On September 2, at the Global Trade in Services Summit of the 2021 China International Fair for Trade in Services , Xi Jinping gave a video speech and announced that China would set up its third national stock exchange: The Beijing Stock Exchange.
The exchange was then registered on September 3, with registered capital of 1 billion yuan (US $150 million) and a location on the Financial Street in Beijing. The official position is that while the Shanghai Stock Exchange focuses on established companies and the Shenzhen Stock Exchange focuses on high-tech companies, the Beijing Stock Exchange will serve the small companies.
China started a National Small and Medium Enterprise Stock Transfer System (NSMESTS) in 2013, to let investors trade different small companies. The system enlisted over 7,000 companies in three classifications: basic, innovative, and selective. The selective class is the elite class, with 66 companies and 3.8 billion yuan in trading volume – 65 percent of the total NSMESTS trading volume. China’s Securities and Futures Commission stated that the selective class companies will serve as the foundation for the Beijing Stock Exchange.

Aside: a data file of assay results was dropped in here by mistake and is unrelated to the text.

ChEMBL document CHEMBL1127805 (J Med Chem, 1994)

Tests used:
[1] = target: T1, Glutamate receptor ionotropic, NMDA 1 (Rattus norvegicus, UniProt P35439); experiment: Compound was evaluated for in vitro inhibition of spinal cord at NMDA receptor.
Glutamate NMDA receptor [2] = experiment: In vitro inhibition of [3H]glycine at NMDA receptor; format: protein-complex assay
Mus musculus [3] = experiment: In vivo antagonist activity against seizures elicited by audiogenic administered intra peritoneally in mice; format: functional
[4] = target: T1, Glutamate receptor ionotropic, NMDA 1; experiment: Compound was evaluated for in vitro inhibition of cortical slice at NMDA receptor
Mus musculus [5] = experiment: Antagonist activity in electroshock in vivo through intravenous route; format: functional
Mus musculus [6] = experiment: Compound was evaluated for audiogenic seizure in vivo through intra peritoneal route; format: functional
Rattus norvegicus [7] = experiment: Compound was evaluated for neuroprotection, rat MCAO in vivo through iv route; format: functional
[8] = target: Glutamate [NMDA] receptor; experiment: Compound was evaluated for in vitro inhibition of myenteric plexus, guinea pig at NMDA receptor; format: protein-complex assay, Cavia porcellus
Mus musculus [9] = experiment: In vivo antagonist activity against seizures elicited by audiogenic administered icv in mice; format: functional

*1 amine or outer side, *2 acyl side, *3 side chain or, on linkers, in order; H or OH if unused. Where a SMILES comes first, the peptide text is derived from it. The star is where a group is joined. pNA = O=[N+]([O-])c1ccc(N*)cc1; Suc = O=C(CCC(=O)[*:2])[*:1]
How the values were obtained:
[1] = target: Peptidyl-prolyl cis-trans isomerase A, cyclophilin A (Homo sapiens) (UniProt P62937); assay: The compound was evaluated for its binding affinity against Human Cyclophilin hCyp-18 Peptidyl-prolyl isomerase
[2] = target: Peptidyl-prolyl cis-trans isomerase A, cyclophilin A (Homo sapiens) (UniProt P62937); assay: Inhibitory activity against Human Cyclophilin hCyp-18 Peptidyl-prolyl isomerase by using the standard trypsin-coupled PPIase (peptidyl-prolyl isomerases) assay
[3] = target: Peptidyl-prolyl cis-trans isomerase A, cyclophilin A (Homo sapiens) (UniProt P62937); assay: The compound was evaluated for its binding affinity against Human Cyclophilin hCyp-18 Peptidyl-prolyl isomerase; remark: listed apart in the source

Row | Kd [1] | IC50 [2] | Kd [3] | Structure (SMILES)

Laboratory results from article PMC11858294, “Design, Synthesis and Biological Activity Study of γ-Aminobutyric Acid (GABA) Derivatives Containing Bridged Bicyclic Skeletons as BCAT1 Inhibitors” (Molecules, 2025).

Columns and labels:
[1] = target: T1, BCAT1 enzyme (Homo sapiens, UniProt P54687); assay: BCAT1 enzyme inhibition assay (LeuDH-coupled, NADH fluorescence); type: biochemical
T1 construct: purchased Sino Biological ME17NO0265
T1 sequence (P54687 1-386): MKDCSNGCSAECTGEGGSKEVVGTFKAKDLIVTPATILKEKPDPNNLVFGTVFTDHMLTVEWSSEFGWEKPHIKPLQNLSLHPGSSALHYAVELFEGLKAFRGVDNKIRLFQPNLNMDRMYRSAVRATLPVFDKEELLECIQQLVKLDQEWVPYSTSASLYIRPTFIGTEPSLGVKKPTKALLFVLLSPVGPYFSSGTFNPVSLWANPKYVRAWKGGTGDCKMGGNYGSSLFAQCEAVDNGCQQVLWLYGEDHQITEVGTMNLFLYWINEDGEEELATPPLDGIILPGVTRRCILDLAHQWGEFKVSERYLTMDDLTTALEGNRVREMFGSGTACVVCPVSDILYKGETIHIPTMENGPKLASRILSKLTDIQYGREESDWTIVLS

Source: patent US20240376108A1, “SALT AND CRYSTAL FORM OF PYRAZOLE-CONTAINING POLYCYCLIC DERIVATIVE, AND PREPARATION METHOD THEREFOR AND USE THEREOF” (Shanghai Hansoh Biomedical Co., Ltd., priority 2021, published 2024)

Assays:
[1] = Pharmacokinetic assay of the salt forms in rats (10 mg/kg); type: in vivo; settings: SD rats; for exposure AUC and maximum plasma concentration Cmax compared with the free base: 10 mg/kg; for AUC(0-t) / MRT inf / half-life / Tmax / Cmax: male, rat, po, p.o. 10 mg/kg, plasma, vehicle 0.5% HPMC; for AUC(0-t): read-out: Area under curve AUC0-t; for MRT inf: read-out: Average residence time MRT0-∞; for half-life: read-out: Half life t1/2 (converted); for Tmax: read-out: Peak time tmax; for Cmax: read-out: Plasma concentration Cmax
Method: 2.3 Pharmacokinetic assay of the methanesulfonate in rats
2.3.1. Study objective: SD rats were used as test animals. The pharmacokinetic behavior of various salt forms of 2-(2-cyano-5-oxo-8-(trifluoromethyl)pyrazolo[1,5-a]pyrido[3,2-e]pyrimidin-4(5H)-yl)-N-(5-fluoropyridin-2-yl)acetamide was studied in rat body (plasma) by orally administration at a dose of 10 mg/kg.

An Epoch Times report stated that though the majority of companies on the NSMESTS are privately owned, many of the elite companies (those in the selective class) have state money. One report indicated that out of what was then 52 selective class companies, 33 had state-owned investments among their top ten shareholders. So it is yet to be seen whether the Beijing Stock Exchange is to help raise money for the privately owned small companies or the state-invested small companies.
The article also suggested that Beijing’s current policy is to squeeze money out of its already-too-dangerous real estate bubble and channel it into other capital investments. The Beijing Stock Exchange serves as one option. Beijing wants to make this capital move before the U.S. ends its quantitative easing policy. Afterward, if the Federal Reserve increases the interest rate, money may flow back to the U.S.
1. SINA, September 5, 2021
2. Epoch Times, September 7, 2021